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In my brain there exists three categories for muffins. First, there are weekday muffins; a high fiber, low fat, low sugar, packed full of goodness, eat every day for breakfast as a part of a healthy diet kind of a deal. Next, there are what I call weekend muffins; still pretty good, but definitely more of a treat. Maybe we’ve added chocolate. Lastly, there are the kind of muffins that make me blue in the face jumping up and down on my soapbox mad because they’re cake. Cute little adorable cakes which should be referred to as such, or maybe, if you prefer, as cupcakes, but never, ever as muffins.

Now let met tell you something that drives me bonkers about the Swedish language: There is only one word for something that comes out of a muffin tin, whether it’s crammed full of fiber or filled with cream cheese and slathered with buttercream frosting. And that word? Muffin.

What does this mean for me? It means that I often engage in debates over semantics with small children who are insisting that a coffee shop cupcake IS an acceptable snack since I gave them a muffin at snack time just last week. It means that I get blank and baffled stares when a lovely lady offers me a carrot cake cupcake complete with cream cheese frosting and asks if I want a muffin and I say thanks, sweetie, but that’s not a muffin. It means that the name of this blog, and my plight, make no sense in this place where I live.

These muffins are teetering somewhere between a weekday and a weekend muffin. There is whole wheat flour and yoghurt and honey and healthful, crunchy millet. The sweetness, married with tangy orange and fragrant earl grey, is just barely there. The blend of all purpose and whole wheat flours is what I think is keeping me on the fence here, but here is what I propose: give them a good smear of butter and honey (orange honey butter?) and call them a weekend muffin, or keep them as is and don’t. I hope you give them a try.


Orange Earl Grey Muffins Recipe:

Toasting the millet brings out the amazing nutty flavour. Use a dry skillet, and don’t walk too far away, it can burn quickly. Once you start to smell the fragrance, it’s finished.

Makes 10 muffins.


4 Tbsp butter

5 Tbsp honey

2 earl grey tea bags (2 tsp ground earl grey tea)

1 cup plain yoghurt (I used 3.5%)

1 egg

1/4 cup orange juice

1 Tbsp orange zest

1 cup all purpose flour

1 cup whole wheat flour

1 1/2 tsp baking soda

1/2 tsp salt

1/2 cup millet, toasted


Preheat oven to 190 C / 375 F. Brush 9 muffin tins with butter and set aside.

Set a small pan over medium heat and pour the millet in it. Allow it to toast, stirring frequently, until it has become lightly browned and is fragrant. Remove from the heat and set aside to cool.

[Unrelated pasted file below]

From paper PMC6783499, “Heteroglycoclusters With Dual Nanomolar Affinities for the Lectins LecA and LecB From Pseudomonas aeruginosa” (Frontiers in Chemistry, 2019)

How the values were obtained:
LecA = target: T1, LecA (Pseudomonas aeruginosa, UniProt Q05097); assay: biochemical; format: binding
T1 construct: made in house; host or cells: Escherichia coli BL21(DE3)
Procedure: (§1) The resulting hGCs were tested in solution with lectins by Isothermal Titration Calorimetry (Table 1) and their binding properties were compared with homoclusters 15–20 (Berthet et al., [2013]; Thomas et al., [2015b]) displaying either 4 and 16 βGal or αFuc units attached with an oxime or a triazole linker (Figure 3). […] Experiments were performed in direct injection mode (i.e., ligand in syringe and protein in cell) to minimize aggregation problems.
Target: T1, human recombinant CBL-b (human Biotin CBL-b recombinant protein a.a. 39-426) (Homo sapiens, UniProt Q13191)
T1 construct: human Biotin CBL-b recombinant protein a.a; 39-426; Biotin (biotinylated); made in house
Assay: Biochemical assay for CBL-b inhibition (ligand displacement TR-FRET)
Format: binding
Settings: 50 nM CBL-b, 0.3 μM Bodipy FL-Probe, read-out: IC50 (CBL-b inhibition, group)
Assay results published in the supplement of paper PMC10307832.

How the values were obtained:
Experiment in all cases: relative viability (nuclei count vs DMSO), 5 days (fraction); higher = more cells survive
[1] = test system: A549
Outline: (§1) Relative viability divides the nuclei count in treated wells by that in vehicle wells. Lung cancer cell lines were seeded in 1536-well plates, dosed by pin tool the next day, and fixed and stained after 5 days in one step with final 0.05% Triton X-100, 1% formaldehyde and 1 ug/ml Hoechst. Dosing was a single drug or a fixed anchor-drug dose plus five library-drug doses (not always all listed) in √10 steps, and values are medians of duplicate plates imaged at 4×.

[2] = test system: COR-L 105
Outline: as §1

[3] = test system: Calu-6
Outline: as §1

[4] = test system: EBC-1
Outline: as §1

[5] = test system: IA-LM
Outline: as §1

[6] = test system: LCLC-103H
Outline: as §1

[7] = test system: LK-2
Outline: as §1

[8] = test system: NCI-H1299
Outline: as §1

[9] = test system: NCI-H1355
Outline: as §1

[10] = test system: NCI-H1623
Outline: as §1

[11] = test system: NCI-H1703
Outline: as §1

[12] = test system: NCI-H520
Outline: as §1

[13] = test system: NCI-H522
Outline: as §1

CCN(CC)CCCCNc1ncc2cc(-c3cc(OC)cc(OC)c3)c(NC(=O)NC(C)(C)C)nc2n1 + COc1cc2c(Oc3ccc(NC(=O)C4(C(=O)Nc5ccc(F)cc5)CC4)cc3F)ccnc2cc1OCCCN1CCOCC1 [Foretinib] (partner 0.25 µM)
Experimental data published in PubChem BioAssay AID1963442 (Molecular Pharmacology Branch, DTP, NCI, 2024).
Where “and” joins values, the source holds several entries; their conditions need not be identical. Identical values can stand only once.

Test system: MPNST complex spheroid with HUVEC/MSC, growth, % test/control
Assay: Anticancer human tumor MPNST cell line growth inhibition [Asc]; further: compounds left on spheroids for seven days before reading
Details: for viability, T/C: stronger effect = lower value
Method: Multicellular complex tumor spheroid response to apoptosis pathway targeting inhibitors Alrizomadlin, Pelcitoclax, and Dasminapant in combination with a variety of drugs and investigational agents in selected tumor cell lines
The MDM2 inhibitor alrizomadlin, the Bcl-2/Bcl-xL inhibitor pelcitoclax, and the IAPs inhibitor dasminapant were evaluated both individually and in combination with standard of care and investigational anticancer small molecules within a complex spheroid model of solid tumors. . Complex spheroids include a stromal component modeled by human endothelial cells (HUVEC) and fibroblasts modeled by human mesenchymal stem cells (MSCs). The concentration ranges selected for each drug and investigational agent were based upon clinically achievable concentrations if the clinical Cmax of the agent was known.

Combine butter, honey, and tea in a small sauce pan and set over medium heat until the butter is melted. Whisk together and set aside.

In a large bowl sift together the dry ingredients: all purpose and whole wheat flours, baking soda, and salt.

In a medium bowl mix yoghurt, egg, orange juice, and orange zest. Add slightly cooled butter mixture and whisk well to combine everything. Add the wet to the dry mixture and stir until just barely combined. Fold in the millet.

Spoon the muffin mixture into 10 prepared muffin tins. Bake for 20 – 25 minutes. Muffins should be puffed up and golden. Pop out of the tins and cool resting on their sides.

Serve warm, or room temperature.

MM_Know_Icon_FINAL Millet is a good source of manganese, phosphorous, and magnesium. Whole wheat flour, with the bran and germ intact, is a significantly better source of fiber and nutrients than all purpose flour, which has had those parts of the grain removed. Bear in mind that all purpose flour still makes up 50% of the flour in these muffins; we need to moderate. Honey is a beautiful natural sweetener which has antioxidant and antifungal properties. Did you know honey has been used as athletic fuel and as a healing agent for thousands of years? Be mindful of a couple of things: first, your honey is only as good as the plants providing the pollen. Don’t skimp on honey, buy the good quality locally produced stuff. Second, calories are still calories. Honey is a great alternative to sugar, but it is a sweetener no less. Again, we need to moderate. Yoghurt is a fabulous way to add moisture to your baked goods and can very often replace much of the fat. Yoghurt is a great source of calcium, vitamin B12, and protein, to name a few. The live bacterial culture is very beneficial for digestive health, however, the heat of baking will destroy that benefit in this case.

Do ahead: As always, these muffins can be tossed in the freezer once they have cooled completely. They’ll be good in there for a month, but don’t expect them to last that long.

All text and photos © The Muffin Myth 2012